Nobel laureate Guenter Grass, who has been strongly criticized for his long-belated confession that he served in the notorious Waffen-SS during World War II, is still a "hero" in the eyes of his friend and fellow author John Irving.
"Grass remains a hero to me, both as a writer and as a moral compass; his courage, both as a writer and as a citizen of Germany, is exemplary, a courage heightened, not lessened, by his most recent revelation," Irving said last week in an e-mail message to The Associated Press.
"The fulminating in the German media has been obnoxious. Grass is a daring writer, and he has always been a daring man."
Irving's books include the novels The World According to Garp and A Prayer for Owen Meany.
Grass, author of the classic The Tin Drum and many other writings, acknowledged in an interview published August 12 in the Frankfurter Allgemeine Zeitung that he had served in the Waffen-SS, the Nazis' elite fighting force. In the interview, he expressed shame at having been part of the organization and said he was making the admission because "it weighed on me."
Previously, it was only known that he worked as an assistant to anti-aircraft gunners - a common duty for teenagers at the time - and that he was wounded before being captured by U.S. troops toward the end of the war.
Grass' comments were made in advance of his new memoir, Beim Haeuten der Zwiebel or Peeling the Onion. In the book, scheduled for release on September 1 but already on sale in some German bookstores, Grass remembers the pull of Nazi propaganda, saying that when he was assigned to the 10th SS Panzer Division "Frundsberg" he found "nothing offensive" about the prospect.
"So, enough excuses," he wrote. "And yet I refused for years to admit to myself the word and the double letters. That which I accepted with the dumb pride of my young years, I kept silent about after the war out of growing shame."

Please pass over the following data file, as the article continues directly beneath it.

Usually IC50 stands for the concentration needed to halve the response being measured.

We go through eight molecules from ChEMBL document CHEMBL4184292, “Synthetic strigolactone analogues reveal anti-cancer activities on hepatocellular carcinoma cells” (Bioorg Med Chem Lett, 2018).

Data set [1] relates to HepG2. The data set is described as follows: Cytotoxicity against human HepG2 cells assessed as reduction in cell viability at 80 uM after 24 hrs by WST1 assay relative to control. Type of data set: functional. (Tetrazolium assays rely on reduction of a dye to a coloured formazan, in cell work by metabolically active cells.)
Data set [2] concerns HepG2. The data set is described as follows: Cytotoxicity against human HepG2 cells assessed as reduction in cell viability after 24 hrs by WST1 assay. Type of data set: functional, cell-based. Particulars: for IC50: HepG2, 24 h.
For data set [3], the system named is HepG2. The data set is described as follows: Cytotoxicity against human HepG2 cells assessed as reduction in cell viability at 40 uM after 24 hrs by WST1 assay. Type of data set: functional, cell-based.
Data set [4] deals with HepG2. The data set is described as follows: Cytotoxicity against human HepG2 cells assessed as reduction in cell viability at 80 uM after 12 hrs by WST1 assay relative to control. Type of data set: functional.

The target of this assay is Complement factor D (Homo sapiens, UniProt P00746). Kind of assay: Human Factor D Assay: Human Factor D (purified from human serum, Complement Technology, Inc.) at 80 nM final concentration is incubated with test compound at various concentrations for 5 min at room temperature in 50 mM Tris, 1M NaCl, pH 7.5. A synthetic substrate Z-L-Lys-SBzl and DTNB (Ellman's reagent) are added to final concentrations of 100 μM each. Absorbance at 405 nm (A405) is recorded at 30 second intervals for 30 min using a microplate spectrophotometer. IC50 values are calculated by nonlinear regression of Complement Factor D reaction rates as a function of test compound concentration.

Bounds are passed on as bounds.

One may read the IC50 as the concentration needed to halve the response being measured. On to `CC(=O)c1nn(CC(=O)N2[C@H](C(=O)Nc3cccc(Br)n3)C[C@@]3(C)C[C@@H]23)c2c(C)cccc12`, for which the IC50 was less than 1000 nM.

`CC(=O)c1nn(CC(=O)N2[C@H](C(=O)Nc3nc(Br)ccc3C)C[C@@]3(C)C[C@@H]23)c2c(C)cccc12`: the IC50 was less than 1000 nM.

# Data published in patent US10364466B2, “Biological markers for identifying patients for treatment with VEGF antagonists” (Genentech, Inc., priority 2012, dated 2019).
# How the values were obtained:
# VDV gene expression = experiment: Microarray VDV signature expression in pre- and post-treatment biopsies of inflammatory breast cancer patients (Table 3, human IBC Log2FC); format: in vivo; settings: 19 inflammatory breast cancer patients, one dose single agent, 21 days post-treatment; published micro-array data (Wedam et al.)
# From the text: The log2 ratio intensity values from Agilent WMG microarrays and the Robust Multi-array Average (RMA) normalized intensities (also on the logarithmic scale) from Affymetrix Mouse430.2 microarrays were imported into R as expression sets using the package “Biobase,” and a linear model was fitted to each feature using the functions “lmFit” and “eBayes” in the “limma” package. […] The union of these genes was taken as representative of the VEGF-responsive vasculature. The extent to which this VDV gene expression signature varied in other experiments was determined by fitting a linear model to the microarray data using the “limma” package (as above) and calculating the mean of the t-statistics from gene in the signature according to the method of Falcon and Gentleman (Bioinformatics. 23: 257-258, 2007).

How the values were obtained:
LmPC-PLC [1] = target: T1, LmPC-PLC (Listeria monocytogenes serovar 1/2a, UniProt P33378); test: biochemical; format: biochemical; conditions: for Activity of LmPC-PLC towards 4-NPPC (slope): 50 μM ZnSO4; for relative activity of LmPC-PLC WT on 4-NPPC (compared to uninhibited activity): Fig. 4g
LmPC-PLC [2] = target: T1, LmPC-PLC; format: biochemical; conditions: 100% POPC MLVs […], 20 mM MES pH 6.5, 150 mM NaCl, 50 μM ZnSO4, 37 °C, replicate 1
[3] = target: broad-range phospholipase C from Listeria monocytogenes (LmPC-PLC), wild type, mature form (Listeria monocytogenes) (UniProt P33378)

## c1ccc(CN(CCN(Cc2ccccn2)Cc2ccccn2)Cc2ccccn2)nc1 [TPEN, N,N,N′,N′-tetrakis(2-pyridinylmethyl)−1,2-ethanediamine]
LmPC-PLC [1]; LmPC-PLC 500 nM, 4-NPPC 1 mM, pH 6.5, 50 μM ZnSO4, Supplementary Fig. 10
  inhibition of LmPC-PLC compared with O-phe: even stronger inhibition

Elsewhere in the literary world, Portuguese writer Jose Saramago has also stepped out in defense of Grass, calling critics of the German author "hypocrites" during an interview with Spain's El Pais. Saramago told the newspaper, "He was 17-years-old (at the time of his enlistment). Does the rest of his life not count?"
The German author's post-war life is precisely the issue, Lech Walesa, another Nobel Prize winner, told Polish TV. "This situation needs to be cleared up," said the former Polish president, who criticized Grass for not revealing his Nazi past sooner, and who went on to suggest that Grass might have made his recent disclosure to "create publicity" for Peeling the Onion. Like Grass, Walesa holds honorary citizenship in the Polish city of Gdansk, but the former Solidarity leader said he would give his up if Grass didn't explain the timing of his revelation. "If there is no clarification I will renounce my citizenship of Gdansk - I will not be able to remain in the same company as Mr. Grass," Walesa said.
Back in El Pais, similar responses by German citizens drew criticism from Saramago. "I think that the reaction that [Grass] had was hypocritical from many people who are not probing their own consciences," said the Portuguese author, who won his own Nobel Prize for literature in 1998, a year before Grass was given the honor. Saramago said he was "surprised by the violence of the reactions."
Strong reactions are not, however, something new to the famed Portuguese writer. The 83-year-old Saramago found himself at the center of another World War II-related controversy in 2002, when he condemned Israel by declaring that "what is happening in Palestine is a crime which we can put on the same plane as what happened at Auschwitz."
The 150,000 copies from the first run of Grass' autobiography have already nearly sold out.